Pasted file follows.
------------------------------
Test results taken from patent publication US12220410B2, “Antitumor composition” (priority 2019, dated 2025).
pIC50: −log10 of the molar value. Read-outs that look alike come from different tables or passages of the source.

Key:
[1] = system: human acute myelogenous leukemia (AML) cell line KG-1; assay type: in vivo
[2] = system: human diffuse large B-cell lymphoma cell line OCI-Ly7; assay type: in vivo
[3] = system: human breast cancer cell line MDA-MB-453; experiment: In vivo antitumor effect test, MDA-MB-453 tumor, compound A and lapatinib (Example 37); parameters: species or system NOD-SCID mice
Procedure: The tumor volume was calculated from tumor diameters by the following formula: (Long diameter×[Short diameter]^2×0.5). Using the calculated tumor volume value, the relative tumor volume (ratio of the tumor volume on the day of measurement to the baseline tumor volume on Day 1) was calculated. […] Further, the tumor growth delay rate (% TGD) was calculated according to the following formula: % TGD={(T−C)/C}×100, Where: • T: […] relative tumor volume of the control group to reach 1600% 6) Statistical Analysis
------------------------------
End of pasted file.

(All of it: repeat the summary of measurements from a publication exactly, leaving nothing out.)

Test results taken from patent publication US12220410B2, “Antitumor composition” (priority 2019, dated 2025).
pIC50: −log10 of the molar value. Read-outs that look alike come from different tables or passages of the source.

Key:
[1] = system: human acute myelogenous leukemia (AML) cell line KG-1; assay type: in vivo
[2] = system: human diffuse large B-cell lymphoma cell line OCI-Ly7; assay type: in vivo
[3] = system: human breast cancer cell line MDA-MB-453; experiment: In vivo antitumor effect test, MDA-MB-453 tumor, compound A and lapatinib (Example 37); parameters: species or system NOD-SCID mice
Procedure: The tumor volume was calculated from tumor diameters by the following formula: (Long diameter×[Short diameter]^2×0.5). Using the calculated tumor volume value, the relative tumor volume (ratio of the tumor volume on the day of measurement to the baseline tumor volume on Day 1) was calculated. […] Further, the tumor growth delay rate (% TGD) was calculated according to the following formula: % TGD={(T−C)/C}×100, Where: • T: […] relative tumor volume of the control group to reach 1600% 6) Statistical Analysis